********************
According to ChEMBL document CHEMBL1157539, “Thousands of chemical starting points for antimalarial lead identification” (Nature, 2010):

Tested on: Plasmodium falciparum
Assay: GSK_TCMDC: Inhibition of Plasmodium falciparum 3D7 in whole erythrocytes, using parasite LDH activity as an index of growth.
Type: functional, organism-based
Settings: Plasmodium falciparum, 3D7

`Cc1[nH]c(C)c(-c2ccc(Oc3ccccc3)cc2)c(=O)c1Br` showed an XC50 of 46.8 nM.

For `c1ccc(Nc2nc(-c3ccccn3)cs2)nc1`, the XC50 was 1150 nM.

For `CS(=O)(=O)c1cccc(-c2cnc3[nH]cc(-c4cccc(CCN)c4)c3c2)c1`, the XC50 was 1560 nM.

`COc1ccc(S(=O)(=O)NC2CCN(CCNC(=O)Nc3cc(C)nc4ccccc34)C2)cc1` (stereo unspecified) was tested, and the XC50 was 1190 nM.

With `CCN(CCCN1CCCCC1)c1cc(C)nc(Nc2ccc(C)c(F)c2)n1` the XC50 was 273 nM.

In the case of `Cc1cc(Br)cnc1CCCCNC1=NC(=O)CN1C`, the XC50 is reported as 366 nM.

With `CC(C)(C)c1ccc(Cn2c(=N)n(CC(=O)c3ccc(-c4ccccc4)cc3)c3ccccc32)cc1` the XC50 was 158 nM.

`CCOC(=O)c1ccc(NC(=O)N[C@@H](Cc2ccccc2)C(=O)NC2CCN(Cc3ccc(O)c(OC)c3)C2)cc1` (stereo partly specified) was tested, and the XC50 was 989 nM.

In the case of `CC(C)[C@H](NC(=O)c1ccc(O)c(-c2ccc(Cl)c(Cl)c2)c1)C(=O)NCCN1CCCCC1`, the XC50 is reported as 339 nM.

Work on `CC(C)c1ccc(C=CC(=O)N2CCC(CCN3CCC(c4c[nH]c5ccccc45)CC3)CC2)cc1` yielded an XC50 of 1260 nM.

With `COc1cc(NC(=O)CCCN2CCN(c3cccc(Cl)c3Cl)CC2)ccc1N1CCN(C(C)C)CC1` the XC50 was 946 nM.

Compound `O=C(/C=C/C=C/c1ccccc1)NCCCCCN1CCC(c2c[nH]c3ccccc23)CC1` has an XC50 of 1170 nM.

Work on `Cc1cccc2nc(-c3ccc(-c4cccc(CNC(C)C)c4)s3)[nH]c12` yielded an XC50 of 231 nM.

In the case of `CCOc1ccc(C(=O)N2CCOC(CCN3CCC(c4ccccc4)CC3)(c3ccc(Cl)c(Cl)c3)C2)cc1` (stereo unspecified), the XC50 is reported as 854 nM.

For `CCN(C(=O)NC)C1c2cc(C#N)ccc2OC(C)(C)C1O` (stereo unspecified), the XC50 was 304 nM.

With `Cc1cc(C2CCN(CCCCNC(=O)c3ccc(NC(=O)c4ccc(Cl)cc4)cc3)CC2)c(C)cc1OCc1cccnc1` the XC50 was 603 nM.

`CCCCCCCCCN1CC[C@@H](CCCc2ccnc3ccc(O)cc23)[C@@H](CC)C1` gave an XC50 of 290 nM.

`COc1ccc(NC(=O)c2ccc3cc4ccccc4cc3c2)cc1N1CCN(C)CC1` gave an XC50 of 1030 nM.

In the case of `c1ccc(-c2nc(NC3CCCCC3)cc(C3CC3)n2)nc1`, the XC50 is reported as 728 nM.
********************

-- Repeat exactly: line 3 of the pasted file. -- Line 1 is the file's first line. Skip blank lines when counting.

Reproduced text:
Assay: GSK_TCMDC: Inhibition of Plasmodium falciparum 3D7 in whole erythrocytes, using parasite LDH activity as an index of growth.